California seems bound and determined to make it harder for poorer folks there to exercise their right to keep and bear arms. The most recent effort is an 11 percent tax on both guns and ammunition.
The tax is meant to go toward funding anti-violence efforts throughout the state.
Over and over again, we’ve seen people try to justify this particular tax by comparing it to, say, hunters paying a tax for the conservation of wildlife.
And then we have those who just try to sell it based on what the money will reportedly go for.
Gov. Gavin Newsom has an opportunity to make such an investment at a historic scale. He can do so by signing a bill to enact the nation’s first state excise tax on retail sales of guns and ammunition. Passed by the Legislature this month after a series of failed attempts, the 11% tax would raise an estimated $159 million a year to prevent gun violence.
The largest share of that revenue would be directed to street-level violence intervention programs. The tax would also enable investments in school safety and programs to take guns away from people prohibited from owning them.
The intervention programs disrupt street violence by working with people at high risk, including incarcerated youths, gang members and potential recruits, and people hospitalized with gunshot wounds. They provide conflict mediation, peer support, mentorship, trauma counseling and even relocation assistance to remove people from dangerous circumstances.
These programs employ proven, evidence-based strategies in communities where intervention saves lives. Although gun violence is epidemic across the country, it is particularly devastating in Black and Latino communities. Half of California’s gun homicide victims last year were Latino, and 31% were Black. Black parents are more likely to lose their young sons to gun homicide than to every other cause of death combined, according to the Centers for Disease Control and Prevention.
It takes armies of homegrown peacemakers at the community level to steer people away from social networks in which gun violence is embedded and break this horrific cycle. The Urban Peace Institute’s Los Angeles Violence Intervention Coalition, for instance, comprises 20 front-line Black- and brown-led peacemaker organizations that need more investment in community-based safety.
Now, here’s the thing. In and of itself, I have no problem with any of these efforts. Reducing the causes of violent crime is a net benefit to society in ways that go beyond crime statistics. Less funding needed for incarceration, for one thing, as well as people contributing to the economy in lawful ways, helping our nation prosper.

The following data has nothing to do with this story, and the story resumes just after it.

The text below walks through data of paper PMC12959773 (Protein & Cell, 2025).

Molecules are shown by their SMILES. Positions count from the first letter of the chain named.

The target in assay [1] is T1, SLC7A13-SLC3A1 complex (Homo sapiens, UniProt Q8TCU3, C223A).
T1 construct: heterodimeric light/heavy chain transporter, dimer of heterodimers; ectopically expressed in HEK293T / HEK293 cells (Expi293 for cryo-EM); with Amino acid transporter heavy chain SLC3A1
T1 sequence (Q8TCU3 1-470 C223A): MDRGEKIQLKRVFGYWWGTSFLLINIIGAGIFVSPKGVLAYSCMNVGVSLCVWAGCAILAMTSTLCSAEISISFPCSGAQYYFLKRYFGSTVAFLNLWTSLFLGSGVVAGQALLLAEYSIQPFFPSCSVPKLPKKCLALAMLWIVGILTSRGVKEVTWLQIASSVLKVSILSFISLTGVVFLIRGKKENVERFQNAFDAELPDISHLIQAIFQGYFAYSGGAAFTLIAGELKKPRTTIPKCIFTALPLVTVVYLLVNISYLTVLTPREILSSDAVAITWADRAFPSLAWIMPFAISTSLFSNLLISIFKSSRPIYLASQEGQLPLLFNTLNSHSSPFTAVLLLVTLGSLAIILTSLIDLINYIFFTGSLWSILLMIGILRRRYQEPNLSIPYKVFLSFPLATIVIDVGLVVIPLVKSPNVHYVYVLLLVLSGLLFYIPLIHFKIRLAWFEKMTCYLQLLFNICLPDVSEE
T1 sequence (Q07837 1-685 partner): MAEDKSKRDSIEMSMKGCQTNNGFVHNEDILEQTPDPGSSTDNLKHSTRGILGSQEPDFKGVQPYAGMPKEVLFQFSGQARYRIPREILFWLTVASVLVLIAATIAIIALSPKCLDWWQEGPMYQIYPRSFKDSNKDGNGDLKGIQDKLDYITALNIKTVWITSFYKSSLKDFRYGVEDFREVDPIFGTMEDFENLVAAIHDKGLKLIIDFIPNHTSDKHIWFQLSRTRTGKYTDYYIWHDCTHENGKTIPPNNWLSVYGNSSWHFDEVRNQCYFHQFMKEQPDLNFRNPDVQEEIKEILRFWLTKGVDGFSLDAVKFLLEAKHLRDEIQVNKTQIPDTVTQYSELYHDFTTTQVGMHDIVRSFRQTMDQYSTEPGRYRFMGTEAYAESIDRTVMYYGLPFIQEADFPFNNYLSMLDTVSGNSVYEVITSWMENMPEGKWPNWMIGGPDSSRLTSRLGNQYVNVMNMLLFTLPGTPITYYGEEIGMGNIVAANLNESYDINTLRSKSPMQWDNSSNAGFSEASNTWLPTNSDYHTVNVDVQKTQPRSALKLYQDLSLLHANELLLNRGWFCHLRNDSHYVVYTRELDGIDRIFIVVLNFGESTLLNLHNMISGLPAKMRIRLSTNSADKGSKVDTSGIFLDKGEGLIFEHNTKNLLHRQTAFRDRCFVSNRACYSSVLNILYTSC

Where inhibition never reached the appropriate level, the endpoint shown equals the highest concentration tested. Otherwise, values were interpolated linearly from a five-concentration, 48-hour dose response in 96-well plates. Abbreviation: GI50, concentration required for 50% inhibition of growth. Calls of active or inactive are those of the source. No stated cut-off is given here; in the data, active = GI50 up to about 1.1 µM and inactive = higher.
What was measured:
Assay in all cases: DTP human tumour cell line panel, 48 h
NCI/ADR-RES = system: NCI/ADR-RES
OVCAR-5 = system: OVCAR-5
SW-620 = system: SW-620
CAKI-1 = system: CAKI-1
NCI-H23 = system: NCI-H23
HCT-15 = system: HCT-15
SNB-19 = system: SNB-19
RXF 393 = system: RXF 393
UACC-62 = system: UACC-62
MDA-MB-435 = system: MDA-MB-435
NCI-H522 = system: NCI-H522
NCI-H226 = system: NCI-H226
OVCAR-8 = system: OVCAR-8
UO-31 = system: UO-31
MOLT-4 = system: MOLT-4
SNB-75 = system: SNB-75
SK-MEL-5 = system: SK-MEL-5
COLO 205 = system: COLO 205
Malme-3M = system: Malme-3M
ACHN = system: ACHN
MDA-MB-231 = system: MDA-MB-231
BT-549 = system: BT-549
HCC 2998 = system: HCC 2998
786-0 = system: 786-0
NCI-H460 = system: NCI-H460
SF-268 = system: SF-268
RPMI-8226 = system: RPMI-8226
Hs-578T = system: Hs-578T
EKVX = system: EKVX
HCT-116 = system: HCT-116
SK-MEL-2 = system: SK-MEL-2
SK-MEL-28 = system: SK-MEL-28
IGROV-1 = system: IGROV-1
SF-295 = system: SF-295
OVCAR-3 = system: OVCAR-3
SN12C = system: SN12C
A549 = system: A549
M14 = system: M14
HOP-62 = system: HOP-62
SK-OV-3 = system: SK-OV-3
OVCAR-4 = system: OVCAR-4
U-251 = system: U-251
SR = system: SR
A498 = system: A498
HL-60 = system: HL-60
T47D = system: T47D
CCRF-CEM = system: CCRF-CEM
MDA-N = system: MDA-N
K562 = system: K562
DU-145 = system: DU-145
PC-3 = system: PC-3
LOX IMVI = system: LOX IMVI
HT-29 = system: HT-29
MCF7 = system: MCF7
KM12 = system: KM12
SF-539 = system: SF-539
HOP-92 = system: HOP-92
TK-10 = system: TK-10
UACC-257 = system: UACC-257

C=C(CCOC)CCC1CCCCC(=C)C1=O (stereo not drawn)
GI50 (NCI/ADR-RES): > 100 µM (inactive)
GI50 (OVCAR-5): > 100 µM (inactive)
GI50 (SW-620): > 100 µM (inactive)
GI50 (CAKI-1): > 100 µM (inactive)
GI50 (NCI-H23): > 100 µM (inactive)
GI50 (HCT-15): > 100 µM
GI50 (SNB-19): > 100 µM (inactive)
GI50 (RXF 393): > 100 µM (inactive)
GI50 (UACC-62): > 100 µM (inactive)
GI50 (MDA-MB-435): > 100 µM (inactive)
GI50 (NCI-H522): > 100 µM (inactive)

These are all good things.
The issue is where this is coming from.
A tax on the manufacturers and sellers of guns and ammunition is a logical source of funding for violence prevention. California has long levied excise taxes on products that do harm, among them alcohol, tobacco and, most recently, marijuana. And there is no doubt that guns cause harm: In California, someone is killed with a gun every three hours.
A federal excise tax on guns to fund wildlife preservation was supported by the National Rifle Assn. and has been in place for more than a century. That’s all the more noteworthy given that the Supreme Court has ruled that modern gun laws must be grounded in historical practice. If we can have a federal tax on guns dedicated to conserving wildlife, a state tax dedicated to reducing human carnage is eminently reasonable.
Except, again, taxing hunters for wildlife conservation is a different matter entirely. Hunters directly benefit from conservation efforts. Think of it as a fee for making sure there will be game for generations to come. Hunters don’t mind paying that tax, generally speaking, for just that reason.
Yet the lawful buying and selling of guns is very different, both from taxes for hunting and from taxes on products that supposedly do harm.
A firearm lawfully used doesn’t hurt innocent people. There are firearms that have been in families for generations that have never hurt a single human being.
As such, lawful gun owners shouldn’t be taxed to this level, even for programs that seek to reduce violent crime.
“But they’ve got to pay for it!” someone will respond, and they’re right. Programs need funding from somewhere.
Yet we should also remember that the state of California is the fourth most taxed state in the nation, all things considered. It has the highest income taxes in the country. It has the most expenditures in the entire United States.
Now, do you mean to tell me that these programs are absolutely vital to keeping Californians safe while at the same time being so trivial that lawmakers can’t cut some other kind of spending to fund them? Really?
Very few people are going to take issue with the programs this tax is meant to fund. The issue is the tax itself.
The programs are a justification. They’re the excuse for the tax. They’re not the reason.
The reason is to make it more difficult for people to own firearms, plain and simple. These programs are just the thing they’ll hold up as why people should vote for it, a sort of reverse poison pill.
What they’re hoping is that no one will realize that in the hundreds of billions of dollars currently spent by the state, there’s bound to be a couple hundred million that could be freed up for these programs as it is.